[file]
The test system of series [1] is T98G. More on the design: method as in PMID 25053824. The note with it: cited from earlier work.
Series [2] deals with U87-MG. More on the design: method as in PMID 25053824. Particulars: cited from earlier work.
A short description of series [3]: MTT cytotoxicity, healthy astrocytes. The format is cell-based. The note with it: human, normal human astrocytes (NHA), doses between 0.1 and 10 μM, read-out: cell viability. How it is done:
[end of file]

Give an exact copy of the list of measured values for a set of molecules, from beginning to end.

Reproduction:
The test system of series [1] is T98G. More on the design: method as in PMID 25053824. The note with it: cited from earlier work.
Series [2] deals with U87-MG. More on the design: method as in PMID 25053824. Particulars: cited from earlier work.
A short description of series [3]: MTT cytotoxicity, healthy astrocytes. The format is cell-based. The note with it: human, normal human astrocytes (NHA), doses between 0.1 and 10 μM, read-out: cell viability. How it is done: